This is a question we are asked often.
Actually, the question is usually posed as ‘remote services can’t provide level 3 or 4 Home Care Packages, can they?’ as if there is no way that remote services could even think about daring to offer level 3 or 4 package services. My response is of course – yes, they can. Supporting a client on a level 3 or 4 Home Care Package (HCP) really relies on understanding the needs and goals of the individual and working effectively with other providers and/or services in the community.
Let’s look at a typical level 3 or 4 consumer living on a remote community and their needs. We’ll call him Danny.
Danny is a 77 year old Warlpiri man living with extended family on a remote community. Danny has been receiving care through the local aged care service for a number of years on a level 2 package as the service did not have any level 4 packages available before February 27th 2017.
Danny is becoming frailer and requires prompting to take his medication, transport to attend the community-based dialysis three times a week and would like the opportunity to spend more time on country collecting wood to carve boomerangs and spears, however he needs someone to take him out and accompany him to ensure his safety.
Back at home, Danny enjoys sitting by the fire, both for warmth in winter and for the comfort it gives him, reminding him of the time he was a stockman and growing up out bush. Unfortunately, he can’t collect firewood anymore and is always running out of it.
Danny has just been allocated a level 4 home care package and the coordinator is not sure whether they have the necessary skills and services available to provide care for a level 4 package. Do they have the right staff? Doesn’t the service have to have a nurse employed to offer level 4 Home Care Package support? Should they suggest Danny seek out another external provider?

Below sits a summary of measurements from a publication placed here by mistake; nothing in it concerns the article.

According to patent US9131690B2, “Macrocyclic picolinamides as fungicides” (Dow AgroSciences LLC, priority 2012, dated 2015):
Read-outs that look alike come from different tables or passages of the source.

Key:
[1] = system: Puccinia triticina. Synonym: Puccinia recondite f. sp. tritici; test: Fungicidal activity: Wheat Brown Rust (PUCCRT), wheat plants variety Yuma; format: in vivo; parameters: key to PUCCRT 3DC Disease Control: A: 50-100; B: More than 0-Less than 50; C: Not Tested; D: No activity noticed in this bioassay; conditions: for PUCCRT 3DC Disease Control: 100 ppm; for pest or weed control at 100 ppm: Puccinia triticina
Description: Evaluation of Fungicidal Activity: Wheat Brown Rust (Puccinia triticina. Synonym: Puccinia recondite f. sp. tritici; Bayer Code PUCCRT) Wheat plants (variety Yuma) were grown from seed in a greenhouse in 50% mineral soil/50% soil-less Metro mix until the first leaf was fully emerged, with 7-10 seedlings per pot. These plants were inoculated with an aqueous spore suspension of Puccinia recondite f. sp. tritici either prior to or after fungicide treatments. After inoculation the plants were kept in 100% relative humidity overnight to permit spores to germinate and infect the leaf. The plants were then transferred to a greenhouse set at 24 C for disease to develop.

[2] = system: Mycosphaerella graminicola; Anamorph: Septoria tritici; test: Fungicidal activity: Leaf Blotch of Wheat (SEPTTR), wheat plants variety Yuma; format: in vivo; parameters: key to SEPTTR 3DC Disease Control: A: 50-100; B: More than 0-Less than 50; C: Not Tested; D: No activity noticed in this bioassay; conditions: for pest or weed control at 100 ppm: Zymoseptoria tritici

Whoa, let’s think about this!
- First and foremost, a service does not have to employ a registered nurse to offer support to level 3 and 4 Home Care Package clients, although they do have to assist the person to access nursing support if they require it. Organisations who previously supported Extended Aged Care at Home (EACH) level care were required to provide nursing support; the EACH packages became the current level 4 HCP with the introduction of the Home Care Package program.
- The service has most likely been providing a high level of personalised care and support to Danny over the years. They will know his needs and preferences.
- Danny’s requirements for additional support are for more transport and social support, not nursing care.
- Danny receives his clinical care from the local health clinic as a member of the community; this is similar to an older person living in a mainstream setting going to visit their local GP.
- An outside provider is likely to broker the services from the current aged care provider as the staff will be culturally appropriate, trained and often there is little accommodation on a remote community for outside staff.
- The local coordinator or case manager may be more responsive to Danny’s requests and needs, adjusting the services delivered according to his requirements.
- The local coordinator will know about, and can work in with, other agencies or services in the community who can provide support such as firewood collection and supply.
Additionally, can I remind you that all Home Care Packages, regardless of the level, also include the requirement for nursing care, if the consumer requires it.
In a remote setting, general nursing health care is provided through the local clinics for all community members. The service can support a consumer’s health plan by providing additional transport to the clinic or to community-based renal dialysis if required, supporting the client to attend allied health or specialist appointments or provide medication ‘prompting’ (reminder to take medication) and alerting the clinic if they have concerns about an older person.
So, if a client receives a Level 3 or 4 Home Care Package, don’t panic! Ascertain the needs of the consumer and what their goals are and look around to see how you can best meet their needs. After all, it is the consumer’s choice to continue to live on community, even where there are fewer options for services.
In her spare time, while she ages gracefully, she helps out with kids theatre, rides an electric bike and drags her husband off to explore the world as often as possible.
Latest posts by Carrie (see all)
- Toolbox Talks – Let’s not become complacent - October 23, 2020
- Understanding Wellness and Reablement in Aged Care - September 25, 2020
- Sanitiser Sanity - September 11, 2020